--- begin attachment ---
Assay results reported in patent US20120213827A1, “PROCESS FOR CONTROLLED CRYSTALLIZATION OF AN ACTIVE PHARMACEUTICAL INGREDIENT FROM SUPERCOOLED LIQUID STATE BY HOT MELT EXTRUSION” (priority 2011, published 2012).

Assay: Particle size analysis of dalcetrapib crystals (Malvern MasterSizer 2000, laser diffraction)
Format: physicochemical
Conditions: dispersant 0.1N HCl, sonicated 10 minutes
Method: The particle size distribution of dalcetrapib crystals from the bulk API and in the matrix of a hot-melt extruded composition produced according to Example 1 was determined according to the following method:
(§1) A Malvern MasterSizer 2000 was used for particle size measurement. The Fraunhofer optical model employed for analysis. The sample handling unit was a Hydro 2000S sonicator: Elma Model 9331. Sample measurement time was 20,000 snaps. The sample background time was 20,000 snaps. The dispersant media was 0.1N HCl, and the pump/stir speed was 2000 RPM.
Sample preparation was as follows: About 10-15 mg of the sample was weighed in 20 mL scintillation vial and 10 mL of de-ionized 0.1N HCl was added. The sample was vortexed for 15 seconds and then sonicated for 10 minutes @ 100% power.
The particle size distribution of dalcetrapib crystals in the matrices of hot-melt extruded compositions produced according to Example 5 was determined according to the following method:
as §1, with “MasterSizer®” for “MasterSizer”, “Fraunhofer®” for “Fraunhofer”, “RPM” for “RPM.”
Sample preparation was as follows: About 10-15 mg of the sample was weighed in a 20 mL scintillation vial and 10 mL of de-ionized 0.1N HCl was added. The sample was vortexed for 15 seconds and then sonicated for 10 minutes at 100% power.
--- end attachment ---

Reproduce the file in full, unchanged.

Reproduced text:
Assay results reported in patent US20120213827A1, “PROCESS FOR CONTROLLED CRYSTALLIZATION OF AN ACTIVE PHARMACEUTICAL INGREDIENT FROM SUPERCOOLED LIQUID STATE BY HOT MELT EXTRUSION” (priority 2011, published 2012).

Assay: Particle size analysis of dalcetrapib crystals (Malvern MasterSizer 2000, laser diffraction)
Format: physicochemical
Conditions: dispersant 0.1N HCl, sonicated 10 minutes
Method: The particle size distribution of dalcetrapib crystals from the bulk API and in the matrix of a hot-melt extruded composition produced according to Example 1 was determined according to the following method:
(§1) A Malvern MasterSizer 2000 was used for particle size measurement. The Fraunhofer optical model employed for analysis. The sample handling unit was a Hydro 2000S sonicator: Elma Model 9331. Sample measurement time was 20,000 snaps. The sample background time was 20,000 snaps. The dispersant media was 0.1N HCl, and the pump/stir speed was 2000 RPM.
Sample preparation was as follows: About 10-15 mg of the sample was weighed in 20 mL scintillation vial and 10 mL of de-ionized 0.1N HCl was added. The sample was vortexed for 15 seconds and then sonicated for 10 minutes @ 100% power.
The particle size distribution of dalcetrapib crystals in the matrices of hot-melt extruded compositions produced according to Example 5 was determined according to the following method:
as §1, with “MasterSizer®” for “MasterSizer”, “Fraunhofer®” for “Fraunhofer”, “RPM” for “RPM.”
Sample preparation was as follows: About 10-15 mg of the sample was weighed in a 20 mL scintillation vial and 10 mL of de-ionized 0.1N HCl was added. The sample was vortexed for 15 seconds and then sonicated for 10 minutes at 100% power.